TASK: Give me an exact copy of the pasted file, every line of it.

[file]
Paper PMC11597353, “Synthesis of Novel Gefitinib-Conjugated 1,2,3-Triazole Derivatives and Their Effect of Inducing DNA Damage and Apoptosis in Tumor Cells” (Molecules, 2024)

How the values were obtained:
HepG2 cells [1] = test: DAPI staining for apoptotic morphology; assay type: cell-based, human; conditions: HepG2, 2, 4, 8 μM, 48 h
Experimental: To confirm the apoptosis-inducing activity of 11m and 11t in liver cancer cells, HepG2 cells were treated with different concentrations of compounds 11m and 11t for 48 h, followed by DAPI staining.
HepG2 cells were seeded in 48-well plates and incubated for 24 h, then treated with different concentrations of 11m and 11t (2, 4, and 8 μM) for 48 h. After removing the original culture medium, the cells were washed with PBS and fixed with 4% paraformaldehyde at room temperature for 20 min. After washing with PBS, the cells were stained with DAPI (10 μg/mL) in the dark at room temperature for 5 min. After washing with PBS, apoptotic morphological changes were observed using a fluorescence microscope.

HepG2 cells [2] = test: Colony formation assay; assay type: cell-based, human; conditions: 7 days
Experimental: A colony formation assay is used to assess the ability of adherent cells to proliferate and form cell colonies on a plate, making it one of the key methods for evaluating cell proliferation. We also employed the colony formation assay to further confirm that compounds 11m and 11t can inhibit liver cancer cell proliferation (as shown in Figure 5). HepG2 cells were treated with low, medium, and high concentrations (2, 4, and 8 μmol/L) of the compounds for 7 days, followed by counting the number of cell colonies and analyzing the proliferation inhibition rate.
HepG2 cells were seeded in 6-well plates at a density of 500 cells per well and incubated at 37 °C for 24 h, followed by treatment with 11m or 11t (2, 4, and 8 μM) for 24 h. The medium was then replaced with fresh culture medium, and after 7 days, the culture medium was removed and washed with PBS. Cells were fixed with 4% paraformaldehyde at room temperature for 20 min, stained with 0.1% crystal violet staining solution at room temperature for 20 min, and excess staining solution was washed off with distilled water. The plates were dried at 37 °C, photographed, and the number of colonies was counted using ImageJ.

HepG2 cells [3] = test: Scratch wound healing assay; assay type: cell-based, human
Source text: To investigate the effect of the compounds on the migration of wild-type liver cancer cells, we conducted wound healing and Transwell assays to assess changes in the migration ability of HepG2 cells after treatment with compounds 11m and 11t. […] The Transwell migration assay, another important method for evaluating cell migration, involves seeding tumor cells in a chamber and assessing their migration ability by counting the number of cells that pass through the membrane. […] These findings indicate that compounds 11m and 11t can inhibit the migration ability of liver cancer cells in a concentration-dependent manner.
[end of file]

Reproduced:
Paper PMC11597353, “Synthesis of Novel Gefitinib-Conjugated 1,2,3-Triazole Derivatives and Their Effect of Inducing DNA Damage and Apoptosis in Tumor Cells” (Molecules, 2024)

How the values were obtained:
HepG2 cells [1] = test: DAPI staining for apoptotic morphology; assay type: cell-based, human; conditions: HepG2, 2, 4, 8 μM, 48 h
Experimental: To confirm the apoptosis-inducing activity of 11m and 11t in liver cancer cells, HepG2 cells were treated with different concentrations of compounds 11m and 11t for 48 h, followed by DAPI staining.
HepG2 cells were seeded in 48-well plates and incubated for 24 h, then treated with different concentrations of 11m and 11t (2, 4, and 8 μM) for 48 h. After removing the original culture medium, the cells were washed with PBS and fixed with 4% paraformaldehyde at room temperature for 20 min. After washing with PBS, the cells were stained with DAPI (10 μg/mL) in the dark at room temperature for 5 min. After washing with PBS, apoptotic morphological changes were observed using a fluorescence microscope.

HepG2 cells [2] = test: Colony formation assay; assay type: cell-based, human; conditions: 7 days
Experimental: A colony formation assay is used to assess the ability of adherent cells to proliferate and form cell colonies on a plate, making it one of the key methods for evaluating cell proliferation. We also employed the colony formation assay to further confirm that compounds 11m and 11t can inhibit liver cancer cell proliferation (as shown in Figure 5). HepG2 cells were treated with low, medium, and high concentrations (2, 4, and 8 μmol/L) of the compounds for 7 days, followed by counting the number of cell colonies and analyzing the proliferation inhibition rate.
HepG2 cells were seeded in 6-well plates at a density of 500 cells per well and incubated at 37 °C for 24 h, followed by treatment with 11m or 11t (2, 4, and 8 μM) for 24 h. The medium was then replaced with fresh culture medium, and after 7 days, the culture medium was removed and washed with PBS. Cells were fixed with 4% paraformaldehyde at room temperature for 20 min, stained with 0.1% crystal violet staining solution at room temperature for 20 min, and excess staining solution was washed off with distilled water. The plates were dried at 37 °C, photographed, and the number of colonies was counted using ImageJ.

HepG2 cells [3] = test: Scratch wound healing assay; assay type: cell-based, human
Source text: To investigate the effect of the compounds on the migration of wild-type liver cancer cells, we conducted wound healing and Transwell assays to assess changes in the migration ability of HepG2 cells after treatment with compounds 11m and 11t. […] The Transwell migration assay, another important method for evaluating cell migration, involves seeding tumor cells in a chamber and assessing their migration ability by counting the number of cells that pass through the membrane. […] These findings indicate that compounds 11m and 11t can inhibit the migration ability of liver cancer cells in a concentration-dependent manner.